As I’ve mentioned before, the city of Kabul has suffered an immense amount of damage over the years, especially from the recent civil war. Many parts of the city are in rubble and severely damaged, and many peoples homes lost. Yet many people still occupy these destroyed buildings, even though it would be unfit to live according to many parts of the world. That’s just how it currently is in Kabul, and how it seems it will be for the foreseeable future. Many contractors have come to Kabul from the United States, and the United Kingdom, offering bids on renovation projects for the city, hoping to offer some assistance. Theses bids have been enormous however, since the infrastructure itself is destroyed in many parts of the city, including damaged electricity and plumbing. These factors make the scope of the projects very extensive, time consuming, and extremely expensive. A contractor out of Phoenix Arizona (phoenixwaterdamage.org), that helped put one of the renovation bids together said a big reason for the cost is due to the level of mold that is present in the buildings. Fractured piping throughout the city has resulted in extreme water damage that has compromised the integrity of many of the buildings. For this reason, many of the building will have to be completely renovated, and in many cases, entirely replaced. “When the foundation of a structure is affected badly with mold then its never a cheap fix”, said one of the project coordinators.
In contrast to many commercial buildings and residences in the the United States, and the United Kingdom that are covered by insurance policies, these buildings in Kabul have no coverage to help offset the cost. The risk associated with covering one of these buildings is so high that it makes it fairly impossible to ever get coverage on future builds, and investment for that sake to rebuild the city. This is terribly sad, because the living conditions of many of the cities occupants are horrendous. Despite the lack of available clean water, electricity, plumbing and often shelter, the level of toxicity from the mold in the city poses a very dangerous threat their well being of its inhabitants. Increased exposure to mold can result in trouble breathing, asthma, permanent lunge damage, and in extreme cases death. For those living in structures badly affected by mold, there will most certainly be long term health effects as a result. Unfortunately these threats are of little concern, at least to many of the occupants, since more immediate threats like bombs affect their well being on a day-to-day basis.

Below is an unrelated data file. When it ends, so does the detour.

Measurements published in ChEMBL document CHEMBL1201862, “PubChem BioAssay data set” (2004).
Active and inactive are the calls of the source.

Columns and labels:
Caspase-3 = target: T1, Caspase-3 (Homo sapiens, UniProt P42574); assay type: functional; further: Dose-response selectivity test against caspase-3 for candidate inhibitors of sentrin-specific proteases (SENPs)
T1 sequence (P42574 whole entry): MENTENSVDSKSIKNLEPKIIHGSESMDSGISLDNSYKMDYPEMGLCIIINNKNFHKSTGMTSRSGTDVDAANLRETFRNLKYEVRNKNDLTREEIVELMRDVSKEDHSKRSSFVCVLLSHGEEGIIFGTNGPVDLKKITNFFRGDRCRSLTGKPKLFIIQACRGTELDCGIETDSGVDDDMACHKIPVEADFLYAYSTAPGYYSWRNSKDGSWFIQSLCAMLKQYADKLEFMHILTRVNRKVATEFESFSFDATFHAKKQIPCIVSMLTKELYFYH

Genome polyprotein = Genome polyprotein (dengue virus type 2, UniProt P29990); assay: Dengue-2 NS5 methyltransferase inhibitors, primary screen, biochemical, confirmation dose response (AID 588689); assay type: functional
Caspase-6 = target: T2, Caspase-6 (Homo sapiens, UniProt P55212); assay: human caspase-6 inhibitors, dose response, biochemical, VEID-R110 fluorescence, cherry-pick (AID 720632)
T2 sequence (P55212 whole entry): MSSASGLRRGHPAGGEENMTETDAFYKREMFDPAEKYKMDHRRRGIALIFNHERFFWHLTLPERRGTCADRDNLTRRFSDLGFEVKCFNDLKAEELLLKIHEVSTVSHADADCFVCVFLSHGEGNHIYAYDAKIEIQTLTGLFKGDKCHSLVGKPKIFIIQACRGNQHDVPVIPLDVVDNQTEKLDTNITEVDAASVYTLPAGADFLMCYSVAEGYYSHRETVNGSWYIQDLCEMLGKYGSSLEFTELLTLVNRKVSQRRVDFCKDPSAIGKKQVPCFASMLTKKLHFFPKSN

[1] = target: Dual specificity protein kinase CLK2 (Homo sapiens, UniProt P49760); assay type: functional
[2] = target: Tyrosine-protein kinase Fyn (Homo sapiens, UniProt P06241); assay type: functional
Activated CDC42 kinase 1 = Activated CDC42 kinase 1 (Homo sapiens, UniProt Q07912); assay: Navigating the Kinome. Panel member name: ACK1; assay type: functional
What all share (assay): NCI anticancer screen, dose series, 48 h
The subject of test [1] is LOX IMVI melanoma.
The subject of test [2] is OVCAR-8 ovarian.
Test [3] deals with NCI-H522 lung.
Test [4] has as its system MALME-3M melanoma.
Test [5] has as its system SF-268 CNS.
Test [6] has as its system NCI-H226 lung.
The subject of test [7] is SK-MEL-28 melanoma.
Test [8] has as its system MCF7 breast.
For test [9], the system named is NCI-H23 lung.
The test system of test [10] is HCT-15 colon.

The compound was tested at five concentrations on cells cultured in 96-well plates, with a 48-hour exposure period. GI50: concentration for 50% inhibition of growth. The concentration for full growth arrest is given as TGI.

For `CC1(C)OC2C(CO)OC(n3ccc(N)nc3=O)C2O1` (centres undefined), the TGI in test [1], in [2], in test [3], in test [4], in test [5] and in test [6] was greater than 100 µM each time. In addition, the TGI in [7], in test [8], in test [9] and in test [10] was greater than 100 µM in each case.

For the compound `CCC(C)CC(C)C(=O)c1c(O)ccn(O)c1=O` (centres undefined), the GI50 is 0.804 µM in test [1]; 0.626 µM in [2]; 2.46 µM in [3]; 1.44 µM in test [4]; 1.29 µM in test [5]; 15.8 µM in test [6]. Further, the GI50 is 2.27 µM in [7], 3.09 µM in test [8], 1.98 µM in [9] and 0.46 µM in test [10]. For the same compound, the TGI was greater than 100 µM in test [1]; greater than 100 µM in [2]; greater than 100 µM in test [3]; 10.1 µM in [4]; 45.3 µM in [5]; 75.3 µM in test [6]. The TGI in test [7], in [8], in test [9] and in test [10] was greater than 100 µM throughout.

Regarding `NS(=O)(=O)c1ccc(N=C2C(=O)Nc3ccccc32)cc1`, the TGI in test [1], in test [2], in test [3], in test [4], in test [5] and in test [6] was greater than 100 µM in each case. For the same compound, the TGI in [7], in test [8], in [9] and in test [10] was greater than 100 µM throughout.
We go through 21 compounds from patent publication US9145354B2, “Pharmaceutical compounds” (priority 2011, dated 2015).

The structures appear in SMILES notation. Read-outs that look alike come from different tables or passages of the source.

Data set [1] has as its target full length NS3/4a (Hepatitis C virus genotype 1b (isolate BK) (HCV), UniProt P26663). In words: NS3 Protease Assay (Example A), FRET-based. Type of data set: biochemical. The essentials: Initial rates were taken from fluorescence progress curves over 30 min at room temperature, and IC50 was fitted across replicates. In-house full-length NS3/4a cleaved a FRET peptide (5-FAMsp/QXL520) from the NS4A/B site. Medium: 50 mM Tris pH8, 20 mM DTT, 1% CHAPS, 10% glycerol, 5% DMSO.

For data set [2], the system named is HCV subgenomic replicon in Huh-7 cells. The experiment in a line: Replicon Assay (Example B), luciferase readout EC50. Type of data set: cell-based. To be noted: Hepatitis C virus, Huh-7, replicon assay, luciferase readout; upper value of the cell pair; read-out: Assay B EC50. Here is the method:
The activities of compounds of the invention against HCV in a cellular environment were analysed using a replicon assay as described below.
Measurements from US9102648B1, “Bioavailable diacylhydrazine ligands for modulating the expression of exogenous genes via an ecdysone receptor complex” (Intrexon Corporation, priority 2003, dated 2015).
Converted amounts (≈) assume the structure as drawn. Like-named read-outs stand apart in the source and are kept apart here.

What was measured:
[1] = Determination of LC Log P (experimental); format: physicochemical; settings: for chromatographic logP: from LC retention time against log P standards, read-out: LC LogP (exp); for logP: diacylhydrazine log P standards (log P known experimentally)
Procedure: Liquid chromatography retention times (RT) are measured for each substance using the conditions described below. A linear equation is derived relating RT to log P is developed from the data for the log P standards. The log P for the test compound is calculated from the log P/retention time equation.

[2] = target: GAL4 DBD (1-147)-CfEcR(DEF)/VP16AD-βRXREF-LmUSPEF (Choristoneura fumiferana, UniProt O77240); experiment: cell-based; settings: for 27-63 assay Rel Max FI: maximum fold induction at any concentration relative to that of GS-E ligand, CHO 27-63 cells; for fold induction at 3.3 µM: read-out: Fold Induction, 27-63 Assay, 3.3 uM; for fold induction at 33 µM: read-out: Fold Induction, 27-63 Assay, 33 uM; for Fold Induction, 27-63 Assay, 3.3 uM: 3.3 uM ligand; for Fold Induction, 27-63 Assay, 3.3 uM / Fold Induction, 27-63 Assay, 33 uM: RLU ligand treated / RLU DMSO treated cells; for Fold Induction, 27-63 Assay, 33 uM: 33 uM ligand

Possible options for Kabul’s rejuvenation may have to come from global organizations like the World Bank (WB), and the International Monetary Fund (IMF). They may be the only institutions willing to take on such large amounts of risk, and single handedly posses the capital needed for such a project. This may cause more harm than good however if Afghanistan were to accept such a lone. These global organizations are seen as a hand of the United States, and any dealings with them may be seen as threatening to the terrorist networks in the country, and may spark violent protest from anti-American groups. These anti-American groups may stage their lack of support with further acts of terror and create more damage than before.
At some point, Afghanistan will need to allocate it’s own resources to rebuilding it’s capital city, or else be willing to take aid from outside sources with success, to get the city on its feet again. Or else the terrorists that plague this country are comprising any hope of a better future for the entire population with their violent and destructive actions.
The construction of the city of light is no small feat, and will require the cooperation of many institutions and financiers in order to see it through. And we must stay hopeful, regardless of what odds we face!